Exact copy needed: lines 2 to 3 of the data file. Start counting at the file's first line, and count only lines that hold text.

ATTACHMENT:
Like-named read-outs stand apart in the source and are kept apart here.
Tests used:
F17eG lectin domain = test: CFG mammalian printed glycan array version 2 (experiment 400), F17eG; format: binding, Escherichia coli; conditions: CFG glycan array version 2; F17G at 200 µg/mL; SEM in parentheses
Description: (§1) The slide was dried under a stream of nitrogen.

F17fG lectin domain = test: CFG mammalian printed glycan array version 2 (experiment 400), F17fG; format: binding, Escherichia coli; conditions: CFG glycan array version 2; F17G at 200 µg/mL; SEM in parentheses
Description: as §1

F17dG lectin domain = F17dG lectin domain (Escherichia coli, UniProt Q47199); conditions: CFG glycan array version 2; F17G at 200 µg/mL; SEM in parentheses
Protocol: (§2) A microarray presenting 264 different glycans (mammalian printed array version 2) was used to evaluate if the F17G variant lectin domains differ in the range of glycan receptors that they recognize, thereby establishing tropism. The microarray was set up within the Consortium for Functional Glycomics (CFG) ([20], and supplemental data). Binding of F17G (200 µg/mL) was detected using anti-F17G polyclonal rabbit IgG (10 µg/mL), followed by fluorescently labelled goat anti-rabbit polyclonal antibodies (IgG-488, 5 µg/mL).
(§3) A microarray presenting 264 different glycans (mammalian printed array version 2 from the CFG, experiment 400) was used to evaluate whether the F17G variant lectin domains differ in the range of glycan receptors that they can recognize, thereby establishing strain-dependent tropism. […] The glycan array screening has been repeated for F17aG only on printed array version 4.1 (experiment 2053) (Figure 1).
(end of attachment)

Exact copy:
Tests used:
F17eG lectin domain = test: CFG mammalian printed glycan array version 2 (experiment 400), F17eG; format: binding, Escherichia coli; conditions: CFG glycan array version 2; F17G at 200 µg/mL; SEM in parentheses